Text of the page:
0n January 25, 2017, Defendant sent the Plaintiff a final denial of claim stating:  "Upon further review of the aforementioned responses, there is no record of any response advising you that any investigation determined that an error occurred. Our records reflect a fraud investigation was conducted and completed in September 2015, and August 2016, and as determined in by the fraud investigation and as previously advised, there is insufficient evidence to substantiate that any fraud was committed. However, our records reflect the appraisal determined a property value of $295,000.00, which is only a difference of $10,000.00, not $80,000.00."

1. Plaintiff now has an upside down mortgage and is unable to refinance, rent or sell his home for the value he secured as collateral in the home purchase and his only interest for relief is to be made whole.
2. The damage model Plaintiff is seeking recovery from is for relief from the contract with which the Plaintiff is burdened, which include the $80,000 overvaluation of the Plaintiffs property, excessive taxes, insurance, closing costs, interest over time, the professional fees associated with hiring additional third party professionals in defense of his claims and the legal fees Plaintiff has incurred.
3. Defendant is a professed "Debt Collector" and Plaintiff requests an injunction and temporary restraining order against the Defendant to preserve and protect the rights of the Plaintiff until the action between the parties of over.
4. Plaintiff is requesting to place ALL subsequent payments towards the "Note" in question into the courts registry until a trial can be held.

 

 

 

 

 

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@Groovystuff

If you don't want your identity revealed, you should redact your personal information from your documents. 

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It's public information anyhow now that it's a lawsuit....  I'm pretty sure there are no social security numbers or banking information in the documents....

Will do though......Thanks for the suggestion.  I'll try and black them out and will repost now.

C

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1. This is an action brought by an unskilled, unsophisticated and inexperienced home buyer acting as a consumer who is requesting relief from the continued unjust retention of benefits and enforcement of an unconscionable contract with the Defendant Nationstar Mortgage, the current "Note Holder" of the Plaintiffs mortgage.
2. The action brought by this consumer is in connection with a debt appearing on Plaintiffs consumer reports and the Defendants' refusal to remove or correct inaccuracies regarding it, despite written correspondence specifying the inaccuracies and providing information that would facilitate a reasonable reinvestigation of the matter. Thus, the plaintiff seeks damages and, to the extent possible, injunctive and declaratory relief.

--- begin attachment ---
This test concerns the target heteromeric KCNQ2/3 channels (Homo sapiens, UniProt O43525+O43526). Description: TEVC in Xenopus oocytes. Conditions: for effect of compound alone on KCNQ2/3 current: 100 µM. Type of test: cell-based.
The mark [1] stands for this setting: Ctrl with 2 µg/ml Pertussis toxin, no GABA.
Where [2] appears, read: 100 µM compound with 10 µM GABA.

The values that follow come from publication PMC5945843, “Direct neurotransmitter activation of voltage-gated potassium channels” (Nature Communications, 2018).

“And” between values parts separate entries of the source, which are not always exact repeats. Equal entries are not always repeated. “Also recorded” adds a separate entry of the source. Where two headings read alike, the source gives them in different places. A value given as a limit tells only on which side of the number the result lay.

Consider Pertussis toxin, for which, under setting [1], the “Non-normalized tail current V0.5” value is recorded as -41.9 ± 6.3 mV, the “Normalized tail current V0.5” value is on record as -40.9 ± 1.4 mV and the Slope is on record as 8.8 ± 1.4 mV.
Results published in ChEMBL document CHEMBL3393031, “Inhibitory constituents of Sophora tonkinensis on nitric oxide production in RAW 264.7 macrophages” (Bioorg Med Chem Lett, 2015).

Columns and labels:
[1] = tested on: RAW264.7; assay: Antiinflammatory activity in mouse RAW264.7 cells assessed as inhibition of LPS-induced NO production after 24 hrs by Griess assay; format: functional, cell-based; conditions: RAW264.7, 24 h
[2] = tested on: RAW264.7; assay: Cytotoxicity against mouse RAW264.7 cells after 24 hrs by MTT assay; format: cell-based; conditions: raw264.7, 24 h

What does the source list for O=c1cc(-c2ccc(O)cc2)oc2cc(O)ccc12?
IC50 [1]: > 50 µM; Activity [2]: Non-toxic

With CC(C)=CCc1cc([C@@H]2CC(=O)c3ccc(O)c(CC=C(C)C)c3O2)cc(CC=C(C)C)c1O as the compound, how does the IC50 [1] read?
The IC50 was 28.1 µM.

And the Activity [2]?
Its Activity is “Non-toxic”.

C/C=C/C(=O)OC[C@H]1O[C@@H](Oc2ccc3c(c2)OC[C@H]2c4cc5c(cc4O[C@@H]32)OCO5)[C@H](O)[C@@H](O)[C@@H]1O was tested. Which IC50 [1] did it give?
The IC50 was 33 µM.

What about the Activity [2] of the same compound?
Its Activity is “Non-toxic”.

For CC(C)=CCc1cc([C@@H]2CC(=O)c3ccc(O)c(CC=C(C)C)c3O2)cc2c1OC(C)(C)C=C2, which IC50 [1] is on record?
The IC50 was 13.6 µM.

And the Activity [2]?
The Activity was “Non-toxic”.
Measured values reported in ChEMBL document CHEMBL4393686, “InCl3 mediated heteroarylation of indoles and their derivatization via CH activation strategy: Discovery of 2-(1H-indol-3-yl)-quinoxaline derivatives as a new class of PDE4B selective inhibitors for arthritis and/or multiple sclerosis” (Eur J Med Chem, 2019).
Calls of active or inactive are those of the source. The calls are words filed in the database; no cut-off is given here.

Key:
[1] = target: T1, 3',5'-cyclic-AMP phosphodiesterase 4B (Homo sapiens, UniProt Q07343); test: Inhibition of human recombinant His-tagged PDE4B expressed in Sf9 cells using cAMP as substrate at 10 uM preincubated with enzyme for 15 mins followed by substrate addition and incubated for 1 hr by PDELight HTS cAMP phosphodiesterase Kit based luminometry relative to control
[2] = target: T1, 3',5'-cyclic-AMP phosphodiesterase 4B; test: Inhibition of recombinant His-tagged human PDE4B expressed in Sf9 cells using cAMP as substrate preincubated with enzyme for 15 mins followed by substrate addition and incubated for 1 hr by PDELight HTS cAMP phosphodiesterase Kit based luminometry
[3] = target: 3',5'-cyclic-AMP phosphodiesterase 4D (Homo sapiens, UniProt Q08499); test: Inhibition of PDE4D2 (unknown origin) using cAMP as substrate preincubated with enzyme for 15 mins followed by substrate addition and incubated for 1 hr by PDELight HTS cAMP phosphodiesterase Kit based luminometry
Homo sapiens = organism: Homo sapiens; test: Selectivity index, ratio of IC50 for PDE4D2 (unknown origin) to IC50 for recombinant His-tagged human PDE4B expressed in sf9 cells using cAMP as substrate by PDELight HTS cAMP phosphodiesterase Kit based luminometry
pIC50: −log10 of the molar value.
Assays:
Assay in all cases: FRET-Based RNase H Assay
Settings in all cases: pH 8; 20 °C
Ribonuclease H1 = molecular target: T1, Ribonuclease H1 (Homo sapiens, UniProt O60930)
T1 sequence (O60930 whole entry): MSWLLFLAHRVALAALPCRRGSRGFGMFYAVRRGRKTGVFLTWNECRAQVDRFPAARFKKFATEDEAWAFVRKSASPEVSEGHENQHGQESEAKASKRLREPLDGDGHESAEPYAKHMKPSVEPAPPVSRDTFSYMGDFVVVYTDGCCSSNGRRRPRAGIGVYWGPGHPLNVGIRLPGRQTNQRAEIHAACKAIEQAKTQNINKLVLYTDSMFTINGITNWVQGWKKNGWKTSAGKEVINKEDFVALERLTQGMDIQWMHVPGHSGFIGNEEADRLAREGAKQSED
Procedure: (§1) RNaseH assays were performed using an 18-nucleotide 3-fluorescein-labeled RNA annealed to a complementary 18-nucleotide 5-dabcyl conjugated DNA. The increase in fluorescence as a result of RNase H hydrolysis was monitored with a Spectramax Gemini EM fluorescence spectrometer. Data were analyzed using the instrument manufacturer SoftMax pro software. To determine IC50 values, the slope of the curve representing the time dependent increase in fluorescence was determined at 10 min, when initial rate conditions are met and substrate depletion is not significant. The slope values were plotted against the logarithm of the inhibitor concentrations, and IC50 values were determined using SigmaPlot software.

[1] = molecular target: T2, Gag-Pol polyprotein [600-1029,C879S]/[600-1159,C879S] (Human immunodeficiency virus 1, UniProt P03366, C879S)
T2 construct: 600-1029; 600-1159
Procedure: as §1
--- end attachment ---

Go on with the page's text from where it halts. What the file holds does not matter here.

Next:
3. Nationstar's refusal to remove or correct inaccuracies discovered in the collateral used to secure the Plaintiffs promissory "Note" continue to cause undue financial hardship on the Plaintiff at the continued benefit of the Defendant Nationstar.

4. On April 18, 2007, Plaintiff entered into a residential mortgage contract to purchase a residential home in south west Dallas.
5. Plaintiff obtained an agreed sale price with the sellers of the property as follows:
• For Sale by Owner= $339,900
• Dallas Central Appraisal District (DCAD) Market Value= $244,800
• Plaintiffs Original offer to Sellers = $250,000 based on DCAD Public Record.
• Contract= $305,000 Prior to Appraisal
• Appraisal= $295,000
• Final Sale = $300,000
6. Due to the vastly different price variation between the Dallas Central Appraisal District Market Value of $244,800, and the For Sale by Owner price of$339,900 an accurate appraisal was imperative for establishing fair and equitable trade terms and assuring adequate security was provided to support the loan decision.
7. In accordance with the terms of the ONE TO FOUR FAMILY RESIDENTIAL CONTRACT, Plaintiff agreed to purchase the subject property, provided the property satisfied Section 4.A.(1) of the contract for Third Party Financing and Property Approval which acted as assurance and justifiable reliability that the subject property being utilized as equity for the Plaintiffs loan met the federal

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Thanks BV for the heads up.....

 

OK, there are a lot of separate issues going on here, but at least for much of this, you are barking at the wrong car, so to speak.  Regardless of Nationstar's status as potentially the current note-holder, they are not liable for what TBW did back when this was originated.  Nationstar will only be liable for their own actions.

5 hours ago, Groovystuff said:

On July 24, 2012, Plaintiff supplied evidence to the "Note Holder" Cenlar of the property mischaracterizations and the list of the USP AP guidelines that were violated, and despite being provided with knowledge and hard evidence in support of the true appraised value, Cenlar completely ignored the list of certified documents supplied to them by denying Plaintiff's request for review of the errs and omissions stating:

"In completing our review of your financial documentation we have determined that you have the ability to continue making your mortgage payment without the need for a Foreclosure alternative."